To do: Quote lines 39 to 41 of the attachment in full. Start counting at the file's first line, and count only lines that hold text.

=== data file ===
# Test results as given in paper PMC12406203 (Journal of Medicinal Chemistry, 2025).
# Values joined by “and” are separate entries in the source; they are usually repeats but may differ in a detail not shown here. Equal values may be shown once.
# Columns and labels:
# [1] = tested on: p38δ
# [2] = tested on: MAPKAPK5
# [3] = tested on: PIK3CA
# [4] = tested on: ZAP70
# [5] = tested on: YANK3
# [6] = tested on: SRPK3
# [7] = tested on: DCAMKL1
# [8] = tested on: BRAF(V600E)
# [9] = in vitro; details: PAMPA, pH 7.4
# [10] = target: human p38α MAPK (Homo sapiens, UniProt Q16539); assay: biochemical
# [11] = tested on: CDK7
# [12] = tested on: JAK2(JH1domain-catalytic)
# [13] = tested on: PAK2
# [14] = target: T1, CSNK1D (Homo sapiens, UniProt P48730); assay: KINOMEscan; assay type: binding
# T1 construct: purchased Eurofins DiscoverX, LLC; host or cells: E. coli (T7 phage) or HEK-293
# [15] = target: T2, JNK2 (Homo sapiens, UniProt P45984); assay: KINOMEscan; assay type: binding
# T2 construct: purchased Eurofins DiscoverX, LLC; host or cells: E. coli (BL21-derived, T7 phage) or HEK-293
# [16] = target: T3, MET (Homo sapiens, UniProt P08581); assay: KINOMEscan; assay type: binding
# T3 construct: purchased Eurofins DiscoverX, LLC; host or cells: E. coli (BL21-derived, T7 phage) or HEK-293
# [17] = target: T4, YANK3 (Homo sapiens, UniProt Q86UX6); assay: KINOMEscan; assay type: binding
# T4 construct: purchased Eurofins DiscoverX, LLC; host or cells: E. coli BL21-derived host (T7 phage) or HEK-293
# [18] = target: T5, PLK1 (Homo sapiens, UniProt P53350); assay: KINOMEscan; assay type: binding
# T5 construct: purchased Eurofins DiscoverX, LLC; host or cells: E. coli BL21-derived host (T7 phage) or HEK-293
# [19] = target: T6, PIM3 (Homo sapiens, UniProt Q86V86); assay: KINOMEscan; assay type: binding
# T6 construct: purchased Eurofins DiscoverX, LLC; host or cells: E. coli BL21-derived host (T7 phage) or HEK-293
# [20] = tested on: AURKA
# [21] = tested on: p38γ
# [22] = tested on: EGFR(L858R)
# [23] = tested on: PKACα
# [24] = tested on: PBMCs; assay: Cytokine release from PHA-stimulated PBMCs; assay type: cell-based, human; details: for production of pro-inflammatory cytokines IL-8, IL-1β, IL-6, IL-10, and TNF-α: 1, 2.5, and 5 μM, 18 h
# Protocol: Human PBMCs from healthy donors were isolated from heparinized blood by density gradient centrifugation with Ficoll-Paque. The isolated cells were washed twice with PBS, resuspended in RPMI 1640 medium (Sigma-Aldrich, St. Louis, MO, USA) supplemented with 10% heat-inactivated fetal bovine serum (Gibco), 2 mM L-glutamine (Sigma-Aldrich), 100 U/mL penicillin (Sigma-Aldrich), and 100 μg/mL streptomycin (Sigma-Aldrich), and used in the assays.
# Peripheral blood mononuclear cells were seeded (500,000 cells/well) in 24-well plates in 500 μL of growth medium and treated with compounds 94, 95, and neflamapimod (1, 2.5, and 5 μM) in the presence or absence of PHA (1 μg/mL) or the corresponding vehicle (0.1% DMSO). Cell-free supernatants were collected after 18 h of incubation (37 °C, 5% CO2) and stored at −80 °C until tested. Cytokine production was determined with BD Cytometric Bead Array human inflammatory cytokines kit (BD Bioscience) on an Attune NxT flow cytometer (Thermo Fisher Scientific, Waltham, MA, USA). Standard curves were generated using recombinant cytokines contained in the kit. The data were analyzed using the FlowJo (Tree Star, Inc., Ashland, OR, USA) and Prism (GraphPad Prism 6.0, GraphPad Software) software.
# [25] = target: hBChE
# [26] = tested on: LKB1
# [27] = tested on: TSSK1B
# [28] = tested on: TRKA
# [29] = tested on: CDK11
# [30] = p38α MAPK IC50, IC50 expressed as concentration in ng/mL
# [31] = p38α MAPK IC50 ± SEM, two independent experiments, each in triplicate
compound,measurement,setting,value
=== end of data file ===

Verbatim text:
# [28] = tested on: TRKA
# [29] = tested on: CDK11
# [30] = p38α MAPK IC50, IC50 expressed as concentration in ng/mL